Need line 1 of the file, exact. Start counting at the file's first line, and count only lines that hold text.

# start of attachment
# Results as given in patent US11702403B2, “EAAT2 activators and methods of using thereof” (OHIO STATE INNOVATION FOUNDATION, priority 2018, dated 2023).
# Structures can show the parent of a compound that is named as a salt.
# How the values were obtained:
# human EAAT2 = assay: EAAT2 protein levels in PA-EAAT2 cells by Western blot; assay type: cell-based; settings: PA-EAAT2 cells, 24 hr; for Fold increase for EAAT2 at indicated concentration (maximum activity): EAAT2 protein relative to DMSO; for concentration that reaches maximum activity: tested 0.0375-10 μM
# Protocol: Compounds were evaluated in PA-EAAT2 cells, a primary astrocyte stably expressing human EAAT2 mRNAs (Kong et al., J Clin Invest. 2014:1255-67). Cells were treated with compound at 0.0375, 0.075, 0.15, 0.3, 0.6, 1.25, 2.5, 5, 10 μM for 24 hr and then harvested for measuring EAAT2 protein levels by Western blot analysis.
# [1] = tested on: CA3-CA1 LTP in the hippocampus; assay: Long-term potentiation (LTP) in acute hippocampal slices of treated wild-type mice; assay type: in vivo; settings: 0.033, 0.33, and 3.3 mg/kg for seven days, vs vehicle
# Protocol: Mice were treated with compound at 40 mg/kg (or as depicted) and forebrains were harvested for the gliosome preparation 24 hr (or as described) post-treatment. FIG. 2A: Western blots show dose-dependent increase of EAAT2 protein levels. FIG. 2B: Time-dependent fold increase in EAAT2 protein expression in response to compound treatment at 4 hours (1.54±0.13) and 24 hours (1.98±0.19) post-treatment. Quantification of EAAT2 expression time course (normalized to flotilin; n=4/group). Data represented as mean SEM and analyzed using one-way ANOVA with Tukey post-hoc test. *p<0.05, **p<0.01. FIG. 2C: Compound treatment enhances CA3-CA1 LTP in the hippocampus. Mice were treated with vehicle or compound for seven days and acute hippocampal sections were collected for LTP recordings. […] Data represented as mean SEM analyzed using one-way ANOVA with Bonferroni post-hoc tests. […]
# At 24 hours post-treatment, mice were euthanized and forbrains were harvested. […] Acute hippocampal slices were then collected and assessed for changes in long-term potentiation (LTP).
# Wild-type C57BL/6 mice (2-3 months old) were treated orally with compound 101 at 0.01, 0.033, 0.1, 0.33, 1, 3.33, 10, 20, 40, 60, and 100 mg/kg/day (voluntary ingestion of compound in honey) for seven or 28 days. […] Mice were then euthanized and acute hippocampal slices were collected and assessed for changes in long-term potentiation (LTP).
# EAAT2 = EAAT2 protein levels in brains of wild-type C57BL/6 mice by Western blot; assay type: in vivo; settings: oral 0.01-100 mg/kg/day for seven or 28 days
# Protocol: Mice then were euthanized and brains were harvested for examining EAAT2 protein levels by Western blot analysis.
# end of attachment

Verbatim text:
# Results as given in patent US11702403B2, “EAAT2 activators and methods of using thereof” (OHIO STATE INNOVATION FOUNDATION, priority 2018, dated 2023).